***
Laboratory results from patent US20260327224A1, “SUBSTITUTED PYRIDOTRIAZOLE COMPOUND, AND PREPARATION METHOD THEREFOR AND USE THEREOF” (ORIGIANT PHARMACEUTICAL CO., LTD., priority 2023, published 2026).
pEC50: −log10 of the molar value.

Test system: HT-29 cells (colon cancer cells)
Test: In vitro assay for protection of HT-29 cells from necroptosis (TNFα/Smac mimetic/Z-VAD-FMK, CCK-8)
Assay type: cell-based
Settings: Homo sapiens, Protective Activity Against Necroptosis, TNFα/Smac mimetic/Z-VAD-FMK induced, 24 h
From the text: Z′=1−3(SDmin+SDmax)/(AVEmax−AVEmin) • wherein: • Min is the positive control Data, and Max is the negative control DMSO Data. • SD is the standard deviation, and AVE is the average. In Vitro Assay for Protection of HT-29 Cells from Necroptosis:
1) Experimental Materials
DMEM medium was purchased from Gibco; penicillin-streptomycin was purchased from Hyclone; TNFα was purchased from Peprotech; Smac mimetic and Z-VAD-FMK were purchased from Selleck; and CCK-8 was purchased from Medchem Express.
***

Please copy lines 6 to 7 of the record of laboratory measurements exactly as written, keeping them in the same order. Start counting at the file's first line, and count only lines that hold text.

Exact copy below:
Settings: Homo sapiens, Protective Activity Against Necroptosis, TNFα/Smac mimetic/Z-VAD-FMK induced, 24 h
From the text: Z′=1−3(SDmin+SDmax)/(AVEmax−AVEmin) • wherein: • Min is the positive control Data, and Max is the negative control DMSO Data. • SD is the standard deviation, and AVE is the average. In Vitro Assay for Protection of HT-29 Cells from Necroptosis: